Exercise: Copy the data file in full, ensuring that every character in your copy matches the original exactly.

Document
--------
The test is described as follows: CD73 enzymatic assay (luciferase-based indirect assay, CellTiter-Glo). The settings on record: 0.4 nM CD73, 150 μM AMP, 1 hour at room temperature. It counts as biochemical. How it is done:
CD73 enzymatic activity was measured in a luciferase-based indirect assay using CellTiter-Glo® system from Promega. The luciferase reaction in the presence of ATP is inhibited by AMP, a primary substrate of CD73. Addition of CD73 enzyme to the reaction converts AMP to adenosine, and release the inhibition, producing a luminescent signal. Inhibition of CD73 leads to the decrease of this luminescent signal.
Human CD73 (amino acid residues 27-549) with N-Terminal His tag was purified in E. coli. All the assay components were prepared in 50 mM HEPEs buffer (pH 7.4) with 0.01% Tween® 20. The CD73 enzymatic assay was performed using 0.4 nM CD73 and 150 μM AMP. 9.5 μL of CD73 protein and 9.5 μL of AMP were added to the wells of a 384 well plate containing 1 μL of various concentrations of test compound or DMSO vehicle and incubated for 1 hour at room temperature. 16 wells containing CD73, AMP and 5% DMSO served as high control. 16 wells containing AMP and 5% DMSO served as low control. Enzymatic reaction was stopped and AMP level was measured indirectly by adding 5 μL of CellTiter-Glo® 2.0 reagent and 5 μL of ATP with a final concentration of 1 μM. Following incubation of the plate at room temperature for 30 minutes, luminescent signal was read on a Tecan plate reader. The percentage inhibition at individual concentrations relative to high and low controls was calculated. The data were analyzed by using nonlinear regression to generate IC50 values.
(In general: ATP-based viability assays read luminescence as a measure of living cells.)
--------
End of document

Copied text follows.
The test is described as follows: CD73 enzymatic assay (luciferase-based indirect assay, CellTiter-Glo). The settings on record: 0.4 nM CD73, 150 μM AMP, 1 hour at room temperature. It counts as biochemical. How it is done:
CD73 enzymatic activity was measured in a luciferase-based indirect assay using CellTiter-Glo® system from Promega. The luciferase reaction in the presence of ATP is inhibited by AMP, a primary substrate of CD73. Addition of CD73 enzyme to the reaction converts AMP to adenosine, and release the inhibition, producing a luminescent signal. Inhibition of CD73 leads to the decrease of this luminescent signal.
Human CD73 (amino acid residues 27-549) with N-Terminal His tag was purified in E. coli. All the assay components were prepared in 50 mM HEPEs buffer (pH 7.4) with 0.01% Tween® 20. The CD73 enzymatic assay was performed using 0.4 nM CD73 and 150 μM AMP. 9.5 μL of CD73 protein and 9.5 μL of AMP were added to the wells of a 384 well plate containing 1 μL of various concentrations of test compound or DMSO vehicle and incubated for 1 hour at room temperature. 16 wells containing CD73, AMP and 5% DMSO served as high control. 16 wells containing AMP and 5% DMSO served as low control. Enzymatic reaction was stopped and AMP level was measured indirectly by adding 5 μL of CellTiter-Glo® 2.0 reagent and 5 μL of ATP with a final concentration of 1 μM. Following incubation of the plate at room temperature for 30 minutes, luminescent signal was read on a Tecan plate reader. The percentage inhibition at individual concentrations relative to high and low controls was calculated. The data were analyzed by using nonlinear regression to generate IC50 values.
(In general: ATP-based viability assays read luminescence as a measure of living cells.)